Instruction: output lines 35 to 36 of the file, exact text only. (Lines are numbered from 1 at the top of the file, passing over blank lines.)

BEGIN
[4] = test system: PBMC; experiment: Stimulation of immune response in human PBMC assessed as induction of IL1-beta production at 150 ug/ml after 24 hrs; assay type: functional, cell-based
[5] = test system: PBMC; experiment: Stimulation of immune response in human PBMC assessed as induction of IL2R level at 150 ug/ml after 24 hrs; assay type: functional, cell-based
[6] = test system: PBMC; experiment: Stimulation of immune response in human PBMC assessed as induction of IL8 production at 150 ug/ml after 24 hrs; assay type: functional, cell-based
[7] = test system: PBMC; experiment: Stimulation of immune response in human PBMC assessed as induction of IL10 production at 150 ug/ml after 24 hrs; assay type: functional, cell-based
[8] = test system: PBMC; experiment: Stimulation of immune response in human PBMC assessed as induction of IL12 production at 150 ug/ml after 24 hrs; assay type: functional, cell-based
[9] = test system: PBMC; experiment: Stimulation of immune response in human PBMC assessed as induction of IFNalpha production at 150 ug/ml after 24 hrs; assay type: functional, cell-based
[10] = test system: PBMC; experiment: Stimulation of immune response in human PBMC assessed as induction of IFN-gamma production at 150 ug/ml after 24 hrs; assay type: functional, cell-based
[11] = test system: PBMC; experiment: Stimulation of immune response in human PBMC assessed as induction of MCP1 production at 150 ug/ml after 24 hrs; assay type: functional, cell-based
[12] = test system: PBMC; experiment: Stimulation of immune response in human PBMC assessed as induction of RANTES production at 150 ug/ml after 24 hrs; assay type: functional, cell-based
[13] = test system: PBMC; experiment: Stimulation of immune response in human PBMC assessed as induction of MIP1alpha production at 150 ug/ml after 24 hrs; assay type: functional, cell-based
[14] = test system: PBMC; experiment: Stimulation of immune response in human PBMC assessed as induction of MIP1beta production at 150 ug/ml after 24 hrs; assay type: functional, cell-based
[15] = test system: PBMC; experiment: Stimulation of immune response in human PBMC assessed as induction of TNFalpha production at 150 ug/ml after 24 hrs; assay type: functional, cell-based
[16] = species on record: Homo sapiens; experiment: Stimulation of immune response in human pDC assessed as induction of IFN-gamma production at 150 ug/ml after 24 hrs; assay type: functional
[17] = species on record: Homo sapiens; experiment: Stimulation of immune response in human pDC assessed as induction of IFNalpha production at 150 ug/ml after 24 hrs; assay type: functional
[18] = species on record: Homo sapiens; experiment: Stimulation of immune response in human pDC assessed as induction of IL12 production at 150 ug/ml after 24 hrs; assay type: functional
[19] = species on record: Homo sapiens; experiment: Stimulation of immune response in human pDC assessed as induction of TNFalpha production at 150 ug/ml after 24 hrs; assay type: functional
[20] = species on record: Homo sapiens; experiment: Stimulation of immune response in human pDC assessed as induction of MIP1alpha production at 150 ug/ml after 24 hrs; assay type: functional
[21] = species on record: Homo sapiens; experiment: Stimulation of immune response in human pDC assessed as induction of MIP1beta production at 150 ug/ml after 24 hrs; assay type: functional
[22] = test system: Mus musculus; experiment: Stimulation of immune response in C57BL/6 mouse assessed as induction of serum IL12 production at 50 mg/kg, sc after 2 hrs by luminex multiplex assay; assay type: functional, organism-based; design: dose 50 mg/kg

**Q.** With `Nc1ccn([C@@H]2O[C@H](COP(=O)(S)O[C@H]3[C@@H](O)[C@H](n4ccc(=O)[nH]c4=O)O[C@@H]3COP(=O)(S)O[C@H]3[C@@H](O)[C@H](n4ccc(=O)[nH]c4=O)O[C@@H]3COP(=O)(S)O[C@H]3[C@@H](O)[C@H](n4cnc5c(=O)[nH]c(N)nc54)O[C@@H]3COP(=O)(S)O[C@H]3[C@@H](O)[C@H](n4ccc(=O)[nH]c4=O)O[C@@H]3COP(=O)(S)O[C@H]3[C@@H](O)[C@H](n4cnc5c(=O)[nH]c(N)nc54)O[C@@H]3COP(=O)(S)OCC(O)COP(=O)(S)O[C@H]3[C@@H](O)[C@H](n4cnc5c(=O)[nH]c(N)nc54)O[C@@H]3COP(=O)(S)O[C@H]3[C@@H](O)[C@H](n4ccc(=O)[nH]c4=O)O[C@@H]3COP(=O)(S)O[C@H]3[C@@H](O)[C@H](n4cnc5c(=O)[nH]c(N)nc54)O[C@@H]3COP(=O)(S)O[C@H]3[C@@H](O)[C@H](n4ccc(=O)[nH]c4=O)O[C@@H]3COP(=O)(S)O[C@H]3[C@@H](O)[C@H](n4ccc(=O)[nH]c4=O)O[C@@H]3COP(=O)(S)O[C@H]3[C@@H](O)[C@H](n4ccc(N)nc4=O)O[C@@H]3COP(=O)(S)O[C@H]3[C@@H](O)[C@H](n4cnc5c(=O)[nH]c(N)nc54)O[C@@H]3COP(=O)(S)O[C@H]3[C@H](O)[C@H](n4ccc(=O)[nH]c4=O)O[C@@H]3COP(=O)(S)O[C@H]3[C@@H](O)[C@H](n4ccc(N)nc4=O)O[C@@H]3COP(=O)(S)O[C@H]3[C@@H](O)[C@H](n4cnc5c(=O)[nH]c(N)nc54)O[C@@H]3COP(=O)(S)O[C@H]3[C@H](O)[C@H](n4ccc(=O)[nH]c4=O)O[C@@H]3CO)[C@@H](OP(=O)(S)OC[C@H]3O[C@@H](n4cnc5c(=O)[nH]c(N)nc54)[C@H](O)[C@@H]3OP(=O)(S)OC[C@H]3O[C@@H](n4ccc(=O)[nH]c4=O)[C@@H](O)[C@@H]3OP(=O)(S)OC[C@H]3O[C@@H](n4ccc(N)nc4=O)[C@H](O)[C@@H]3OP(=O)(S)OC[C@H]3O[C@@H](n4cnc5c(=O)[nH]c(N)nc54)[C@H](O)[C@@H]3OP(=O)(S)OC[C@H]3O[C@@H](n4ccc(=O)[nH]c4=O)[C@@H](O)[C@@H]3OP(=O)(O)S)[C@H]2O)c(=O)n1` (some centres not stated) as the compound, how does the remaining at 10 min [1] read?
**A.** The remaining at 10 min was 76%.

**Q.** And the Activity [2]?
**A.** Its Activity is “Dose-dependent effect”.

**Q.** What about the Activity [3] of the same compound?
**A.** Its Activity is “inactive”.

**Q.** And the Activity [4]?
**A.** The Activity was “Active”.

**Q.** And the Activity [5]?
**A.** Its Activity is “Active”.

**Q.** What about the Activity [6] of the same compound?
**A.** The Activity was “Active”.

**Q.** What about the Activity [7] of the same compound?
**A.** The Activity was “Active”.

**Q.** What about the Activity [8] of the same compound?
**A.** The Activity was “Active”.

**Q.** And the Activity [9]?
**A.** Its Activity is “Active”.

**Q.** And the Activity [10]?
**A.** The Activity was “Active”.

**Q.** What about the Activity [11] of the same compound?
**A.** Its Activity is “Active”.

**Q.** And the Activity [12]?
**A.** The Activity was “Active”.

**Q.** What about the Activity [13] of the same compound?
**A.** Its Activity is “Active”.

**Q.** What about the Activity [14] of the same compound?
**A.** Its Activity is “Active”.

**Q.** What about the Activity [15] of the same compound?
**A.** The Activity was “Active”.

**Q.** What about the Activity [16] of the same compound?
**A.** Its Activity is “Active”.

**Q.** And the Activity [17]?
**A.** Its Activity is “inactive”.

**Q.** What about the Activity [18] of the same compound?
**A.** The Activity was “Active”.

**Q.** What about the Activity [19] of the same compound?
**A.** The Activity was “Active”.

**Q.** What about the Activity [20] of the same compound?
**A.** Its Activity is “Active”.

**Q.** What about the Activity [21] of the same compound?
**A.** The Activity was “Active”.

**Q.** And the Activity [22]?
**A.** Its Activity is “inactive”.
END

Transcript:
**A.** The Activity was “Active”.

**Q.** And the Activity [9]?